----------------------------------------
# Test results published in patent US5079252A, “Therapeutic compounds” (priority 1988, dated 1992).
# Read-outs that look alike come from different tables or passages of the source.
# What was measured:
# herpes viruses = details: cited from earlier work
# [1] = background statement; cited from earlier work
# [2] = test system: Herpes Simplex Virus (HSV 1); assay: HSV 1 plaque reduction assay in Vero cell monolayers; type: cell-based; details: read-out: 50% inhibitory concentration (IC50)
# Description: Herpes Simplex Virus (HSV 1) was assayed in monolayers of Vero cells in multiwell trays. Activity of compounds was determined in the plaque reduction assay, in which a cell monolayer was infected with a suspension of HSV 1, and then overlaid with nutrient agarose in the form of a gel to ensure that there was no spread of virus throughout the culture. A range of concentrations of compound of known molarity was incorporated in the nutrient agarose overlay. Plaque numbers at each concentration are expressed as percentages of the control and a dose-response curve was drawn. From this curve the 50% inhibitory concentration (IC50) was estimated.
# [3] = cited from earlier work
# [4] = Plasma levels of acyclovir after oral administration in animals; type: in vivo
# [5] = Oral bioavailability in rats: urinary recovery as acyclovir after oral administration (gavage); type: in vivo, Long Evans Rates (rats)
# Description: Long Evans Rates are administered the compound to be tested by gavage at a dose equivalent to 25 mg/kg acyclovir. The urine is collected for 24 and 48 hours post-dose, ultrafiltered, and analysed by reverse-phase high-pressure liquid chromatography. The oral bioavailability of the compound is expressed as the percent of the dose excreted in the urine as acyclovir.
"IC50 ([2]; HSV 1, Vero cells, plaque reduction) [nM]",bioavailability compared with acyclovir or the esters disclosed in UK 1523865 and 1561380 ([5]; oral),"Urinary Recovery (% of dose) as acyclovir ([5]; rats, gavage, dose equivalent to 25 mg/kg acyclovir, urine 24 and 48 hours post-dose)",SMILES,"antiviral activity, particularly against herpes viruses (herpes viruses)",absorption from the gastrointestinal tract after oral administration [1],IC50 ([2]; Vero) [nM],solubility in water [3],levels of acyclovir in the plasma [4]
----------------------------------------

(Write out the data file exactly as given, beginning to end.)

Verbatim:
# Test results published in patent US5079252A, “Therapeutic compounds” (priority 1988, dated 1992).
# Read-outs that look alike come from different tables or passages of the source.
# What was measured:
# herpes viruses = details: cited from earlier work
# [1] = background statement; cited from earlier work
# [2] = test system: Herpes Simplex Virus (HSV 1); assay: HSV 1 plaque reduction assay in Vero cell monolayers; type: cell-based; details: read-out: 50% inhibitory concentration (IC50)
# Description: Herpes Simplex Virus (HSV 1) was assayed in monolayers of Vero cells in multiwell trays. Activity of compounds was determined in the plaque reduction assay, in which a cell monolayer was infected with a suspension of HSV 1, and then overlaid with nutrient agarose in the form of a gel to ensure that there was no spread of virus throughout the culture. A range of concentrations of compound of known molarity was incorporated in the nutrient agarose overlay. Plaque numbers at each concentration are expressed as percentages of the control and a dose-response curve was drawn. From this curve the 50% inhibitory concentration (IC50) was estimated.
# [3] = cited from earlier work
# [4] = Plasma levels of acyclovir after oral administration in animals; type: in vivo
# [5] = Oral bioavailability in rats: urinary recovery as acyclovir after oral administration (gavage); type: in vivo, Long Evans Rates (rats)
# Description: Long Evans Rates are administered the compound to be tested by gavage at a dose equivalent to 25 mg/kg acyclovir. The urine is collected for 24 and 48 hours post-dose, ultrafiltered, and analysed by reverse-phase high-pressure liquid chromatography. The oral bioavailability of the compound is expressed as the percent of the dose excreted in the urine as acyclovir.
"IC50 ([2]; HSV 1, Vero cells, plaque reduction) [nM]",bioavailability compared with acyclovir or the esters disclosed in UK 1523865 and 1561380 ([5]; oral),"Urinary Recovery (% of dose) as acyclovir ([5]; rats, gavage, dose equivalent to 25 mg/kg acyclovir, urine 24 and 48 hours post-dose)",SMILES,"antiviral activity, particularly against herpes viruses (herpes viruses)",absorption from the gastrointestinal tract after oral administration [1],IC50 ([2]; Vero) [nM],solubility in water [3],levels of acyclovir in the plasma [4]